Then, with more contemporary video footage of Levine at work as Miami Beach mayor, the narrator continues, “After creating a successful business in the cruise industry, Levine dedicated himself as mayor to serving others, championed climate change by turning flooded streets into dry ones, passed Florida’s first living wage, fought inequality and passed a resolution to ban assault weapons.”

Chris King releases ‘March for Our Lives’ video ad

Democratic gubernatorial candidate Chris King is turning his support for the “March For Our Lives” movement into his latest video ad, releasing a 40-second spot on the internet that features a speech he gave during last Saturday’s protests.

King uses the video to promote his strong positions to ban assault weapons, require universal background checks, and face down opposition from the National Rifle Association, and to demonstrate his involvement in the student-led movement started by the survivors of the Feb. 14 massacre at Marjory Stoneman Douglas High School in Parkland.

King also uses it to reinforce his theme that he’s a new candidate for a new time.

“The students of Parkland are now inspiring us to do something different, to truly change the world and end gun violence,” King narrates, as the video shows him marching with protesters in Orlando.

King is then shown giving a speech to a cheering crowd, starting, “Are we ready to honor their memories? Are we ready to follow the students of Parkland? Are we ready to change the future of Florida?”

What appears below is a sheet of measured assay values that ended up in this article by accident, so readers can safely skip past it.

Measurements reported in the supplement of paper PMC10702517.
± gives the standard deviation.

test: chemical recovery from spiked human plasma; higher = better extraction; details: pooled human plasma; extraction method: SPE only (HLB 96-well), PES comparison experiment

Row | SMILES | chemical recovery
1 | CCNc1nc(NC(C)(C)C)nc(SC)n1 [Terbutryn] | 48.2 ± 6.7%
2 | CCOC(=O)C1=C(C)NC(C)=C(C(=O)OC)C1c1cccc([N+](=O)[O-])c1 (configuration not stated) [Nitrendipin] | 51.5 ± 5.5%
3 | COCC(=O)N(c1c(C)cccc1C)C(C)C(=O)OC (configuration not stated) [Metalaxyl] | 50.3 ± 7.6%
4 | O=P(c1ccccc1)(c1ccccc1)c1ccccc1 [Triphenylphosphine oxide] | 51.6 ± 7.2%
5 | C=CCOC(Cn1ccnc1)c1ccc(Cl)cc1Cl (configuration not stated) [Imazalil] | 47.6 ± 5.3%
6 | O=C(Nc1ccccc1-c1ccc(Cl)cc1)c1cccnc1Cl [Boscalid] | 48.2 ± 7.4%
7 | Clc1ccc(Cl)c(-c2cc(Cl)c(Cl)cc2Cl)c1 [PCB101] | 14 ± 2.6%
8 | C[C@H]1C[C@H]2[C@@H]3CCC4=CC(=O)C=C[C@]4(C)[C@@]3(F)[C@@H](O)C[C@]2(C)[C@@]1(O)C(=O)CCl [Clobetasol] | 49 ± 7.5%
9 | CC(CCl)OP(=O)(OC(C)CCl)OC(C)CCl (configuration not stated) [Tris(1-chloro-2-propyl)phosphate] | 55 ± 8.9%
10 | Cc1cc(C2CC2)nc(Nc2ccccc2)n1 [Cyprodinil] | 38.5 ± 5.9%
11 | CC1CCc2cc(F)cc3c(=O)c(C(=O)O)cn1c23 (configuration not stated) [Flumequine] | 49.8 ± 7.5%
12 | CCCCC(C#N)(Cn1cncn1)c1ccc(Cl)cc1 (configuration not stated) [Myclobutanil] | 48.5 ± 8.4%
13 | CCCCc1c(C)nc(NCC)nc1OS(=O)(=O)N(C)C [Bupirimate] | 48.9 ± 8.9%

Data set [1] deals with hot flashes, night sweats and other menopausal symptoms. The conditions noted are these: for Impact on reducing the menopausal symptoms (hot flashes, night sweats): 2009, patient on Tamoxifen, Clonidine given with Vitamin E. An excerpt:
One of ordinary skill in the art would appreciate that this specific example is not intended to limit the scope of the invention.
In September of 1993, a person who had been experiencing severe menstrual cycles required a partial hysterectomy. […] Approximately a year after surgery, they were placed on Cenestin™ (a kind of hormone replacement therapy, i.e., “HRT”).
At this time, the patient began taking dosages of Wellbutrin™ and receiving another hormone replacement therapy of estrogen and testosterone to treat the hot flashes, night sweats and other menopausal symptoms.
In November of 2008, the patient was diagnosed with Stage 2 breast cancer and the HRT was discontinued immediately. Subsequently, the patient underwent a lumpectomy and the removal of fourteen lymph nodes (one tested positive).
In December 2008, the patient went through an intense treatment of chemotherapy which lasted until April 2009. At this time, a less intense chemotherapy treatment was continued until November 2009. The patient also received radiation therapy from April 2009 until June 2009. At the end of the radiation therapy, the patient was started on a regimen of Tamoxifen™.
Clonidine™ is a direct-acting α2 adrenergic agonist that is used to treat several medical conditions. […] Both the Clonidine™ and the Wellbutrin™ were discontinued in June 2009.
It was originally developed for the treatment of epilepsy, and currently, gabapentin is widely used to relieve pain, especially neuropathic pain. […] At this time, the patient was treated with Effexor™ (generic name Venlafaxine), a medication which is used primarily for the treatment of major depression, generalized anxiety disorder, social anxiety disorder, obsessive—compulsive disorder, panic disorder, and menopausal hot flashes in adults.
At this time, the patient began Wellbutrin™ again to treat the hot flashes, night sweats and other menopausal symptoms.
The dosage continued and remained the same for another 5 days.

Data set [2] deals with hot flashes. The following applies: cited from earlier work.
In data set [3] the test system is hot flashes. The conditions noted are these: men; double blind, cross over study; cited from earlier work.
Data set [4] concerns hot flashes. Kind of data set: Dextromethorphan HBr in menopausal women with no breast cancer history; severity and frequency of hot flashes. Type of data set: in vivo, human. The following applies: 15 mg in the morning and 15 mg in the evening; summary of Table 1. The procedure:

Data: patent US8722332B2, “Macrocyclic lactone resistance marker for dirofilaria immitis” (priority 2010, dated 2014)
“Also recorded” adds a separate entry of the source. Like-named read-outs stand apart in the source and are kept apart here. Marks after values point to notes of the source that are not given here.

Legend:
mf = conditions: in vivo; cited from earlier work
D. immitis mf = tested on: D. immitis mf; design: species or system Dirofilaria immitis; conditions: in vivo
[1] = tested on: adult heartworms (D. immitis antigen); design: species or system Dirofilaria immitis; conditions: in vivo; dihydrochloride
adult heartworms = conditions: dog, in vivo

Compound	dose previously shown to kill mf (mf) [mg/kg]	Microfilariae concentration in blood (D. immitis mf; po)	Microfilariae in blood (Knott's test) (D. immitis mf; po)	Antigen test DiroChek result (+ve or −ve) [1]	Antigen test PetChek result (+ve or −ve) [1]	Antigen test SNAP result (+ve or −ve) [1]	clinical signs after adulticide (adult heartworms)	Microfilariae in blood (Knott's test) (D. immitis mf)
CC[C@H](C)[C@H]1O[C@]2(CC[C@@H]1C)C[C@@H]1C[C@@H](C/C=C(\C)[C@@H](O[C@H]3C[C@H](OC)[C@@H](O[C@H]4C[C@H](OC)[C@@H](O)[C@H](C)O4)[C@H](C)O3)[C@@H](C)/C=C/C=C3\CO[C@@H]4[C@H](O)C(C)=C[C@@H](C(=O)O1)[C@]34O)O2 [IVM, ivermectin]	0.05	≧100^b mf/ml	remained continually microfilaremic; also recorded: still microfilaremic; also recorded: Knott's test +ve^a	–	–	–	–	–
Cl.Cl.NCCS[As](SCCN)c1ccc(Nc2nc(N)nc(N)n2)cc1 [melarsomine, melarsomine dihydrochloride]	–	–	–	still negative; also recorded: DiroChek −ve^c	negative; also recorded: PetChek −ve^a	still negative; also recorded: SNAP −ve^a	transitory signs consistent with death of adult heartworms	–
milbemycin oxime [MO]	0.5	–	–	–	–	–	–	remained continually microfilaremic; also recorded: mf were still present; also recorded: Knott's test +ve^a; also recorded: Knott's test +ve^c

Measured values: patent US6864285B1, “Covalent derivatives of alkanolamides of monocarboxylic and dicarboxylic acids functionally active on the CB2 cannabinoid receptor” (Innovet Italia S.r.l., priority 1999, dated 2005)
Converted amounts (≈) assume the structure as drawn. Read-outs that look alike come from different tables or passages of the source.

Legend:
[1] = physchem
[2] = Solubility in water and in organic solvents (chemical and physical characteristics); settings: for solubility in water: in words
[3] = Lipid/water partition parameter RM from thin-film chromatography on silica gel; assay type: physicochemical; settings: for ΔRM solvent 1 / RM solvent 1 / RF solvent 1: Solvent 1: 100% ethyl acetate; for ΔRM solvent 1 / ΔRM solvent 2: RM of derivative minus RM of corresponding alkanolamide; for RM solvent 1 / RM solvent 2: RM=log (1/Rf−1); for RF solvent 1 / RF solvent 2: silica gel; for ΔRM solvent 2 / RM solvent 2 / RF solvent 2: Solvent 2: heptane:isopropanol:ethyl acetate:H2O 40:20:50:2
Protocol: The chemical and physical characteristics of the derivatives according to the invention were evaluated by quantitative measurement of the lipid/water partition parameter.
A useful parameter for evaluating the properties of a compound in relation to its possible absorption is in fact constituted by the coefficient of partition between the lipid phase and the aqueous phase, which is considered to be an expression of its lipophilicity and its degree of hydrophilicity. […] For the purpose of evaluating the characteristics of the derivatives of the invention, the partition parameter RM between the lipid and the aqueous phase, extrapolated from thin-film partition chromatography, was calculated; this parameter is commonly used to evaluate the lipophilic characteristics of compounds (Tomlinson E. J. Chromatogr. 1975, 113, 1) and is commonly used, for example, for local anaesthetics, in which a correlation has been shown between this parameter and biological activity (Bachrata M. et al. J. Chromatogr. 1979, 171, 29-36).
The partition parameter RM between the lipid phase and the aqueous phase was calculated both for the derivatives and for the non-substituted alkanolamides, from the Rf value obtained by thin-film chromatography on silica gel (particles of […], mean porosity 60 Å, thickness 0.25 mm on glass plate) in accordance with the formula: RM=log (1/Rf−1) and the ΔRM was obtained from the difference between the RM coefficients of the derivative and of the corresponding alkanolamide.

King faces Tallahassee Mayor Andrew Gillum, former U.S. Rep. Gwen Graham, and former Miami Beach Mayor Philip Levine seeking the August 28 Democratic primary nomination to run for Governor this year. The leading Republicans are U.S. Rep. Ron DeSantis and Florida Agriculture Commissioner Adam Putnam.

Andrew Gillum slates Thursday fundraiser in Jacksonville

Tallahassee Mayor Andrew Gillum is back in Northeast Florida, with media hits and fundraising pitches filling his Thursday stop in Jacksonville.

Gillum, who appears on WJCT’s First Coast Connect at 9 a.m., has a number of non-press events slated also.

Not the least of which, in terms of his campaign’s viability, a fundraiser in Downtown Jacksonville Thursday evening.

The latest First Coast Gillum fundraiser kicks off at 6 p.m. at the Jessie Ball DuPont Center downtown.

The event runs until 7:30 p.m., and ranges in contribution levels from a low number of $75 to a host committee slot at $250.

Gillum has engaged a lot of earned media, but as of the end of last month was well behind Democratic primary opponents Gwen Graham and Philip Levine in fundraising and cash on hand.